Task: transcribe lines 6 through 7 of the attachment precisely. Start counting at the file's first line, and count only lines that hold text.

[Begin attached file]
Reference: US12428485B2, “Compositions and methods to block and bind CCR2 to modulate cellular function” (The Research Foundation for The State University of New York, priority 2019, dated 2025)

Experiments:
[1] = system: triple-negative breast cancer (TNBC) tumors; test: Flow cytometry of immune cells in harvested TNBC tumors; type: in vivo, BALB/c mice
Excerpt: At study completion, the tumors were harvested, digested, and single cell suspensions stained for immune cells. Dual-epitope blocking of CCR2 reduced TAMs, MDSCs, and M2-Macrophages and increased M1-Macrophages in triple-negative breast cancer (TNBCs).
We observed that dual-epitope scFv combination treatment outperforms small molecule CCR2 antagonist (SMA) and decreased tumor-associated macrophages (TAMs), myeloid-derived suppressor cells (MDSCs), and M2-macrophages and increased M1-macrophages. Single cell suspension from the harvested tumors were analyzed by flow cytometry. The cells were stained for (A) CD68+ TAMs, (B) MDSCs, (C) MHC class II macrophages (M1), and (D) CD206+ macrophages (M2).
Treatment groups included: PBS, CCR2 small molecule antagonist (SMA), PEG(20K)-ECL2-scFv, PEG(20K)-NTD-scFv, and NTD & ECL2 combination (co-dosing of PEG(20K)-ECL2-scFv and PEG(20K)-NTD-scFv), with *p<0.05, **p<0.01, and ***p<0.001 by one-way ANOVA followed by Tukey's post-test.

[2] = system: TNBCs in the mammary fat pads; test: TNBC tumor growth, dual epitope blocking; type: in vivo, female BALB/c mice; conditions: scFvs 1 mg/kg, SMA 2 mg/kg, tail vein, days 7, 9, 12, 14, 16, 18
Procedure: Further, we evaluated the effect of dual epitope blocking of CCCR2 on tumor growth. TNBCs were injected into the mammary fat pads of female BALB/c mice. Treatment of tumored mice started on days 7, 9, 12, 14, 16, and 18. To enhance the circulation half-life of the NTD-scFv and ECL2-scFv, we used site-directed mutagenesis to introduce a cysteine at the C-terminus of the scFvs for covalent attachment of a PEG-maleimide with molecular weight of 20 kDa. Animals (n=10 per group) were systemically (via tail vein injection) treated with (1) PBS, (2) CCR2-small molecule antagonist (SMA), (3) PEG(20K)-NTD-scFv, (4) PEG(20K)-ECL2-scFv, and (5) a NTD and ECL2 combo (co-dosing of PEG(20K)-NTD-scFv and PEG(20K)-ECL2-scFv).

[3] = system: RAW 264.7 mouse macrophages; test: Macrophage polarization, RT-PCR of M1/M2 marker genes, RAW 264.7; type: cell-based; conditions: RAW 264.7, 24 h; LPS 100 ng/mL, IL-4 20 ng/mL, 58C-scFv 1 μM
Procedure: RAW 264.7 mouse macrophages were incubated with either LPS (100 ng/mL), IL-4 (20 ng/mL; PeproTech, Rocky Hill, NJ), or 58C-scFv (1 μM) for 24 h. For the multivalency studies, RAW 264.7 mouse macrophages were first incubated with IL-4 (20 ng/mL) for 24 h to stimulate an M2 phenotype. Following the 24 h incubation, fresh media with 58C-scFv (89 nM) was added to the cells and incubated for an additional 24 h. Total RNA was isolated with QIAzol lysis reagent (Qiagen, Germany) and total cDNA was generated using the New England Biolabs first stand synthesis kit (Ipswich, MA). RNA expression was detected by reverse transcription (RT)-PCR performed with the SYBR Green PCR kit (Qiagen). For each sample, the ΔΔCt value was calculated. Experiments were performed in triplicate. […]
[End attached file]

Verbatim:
Treatment groups included: PBS, CCR2 small molecule antagonist (SMA), PEG(20K)-ECL2-scFv, PEG(20K)-NTD-scFv, and NTD & ECL2 combination (co-dosing of PEG(20K)-ECL2-scFv and PEG(20K)-NTD-scFv), with *p<0.05, **p<0.01, and ***p<0.001 by one-way ANOVA followed by Tukey's post-test.

[2] = system: TNBCs in the mammary fat pads; test: TNBC tumor growth, dual epitope blocking; type: in vivo, female BALB/c mice; conditions: scFvs 1 mg/kg, SMA 2 mg/kg, tail vein, days 7, 9, 12, 14, 16, 18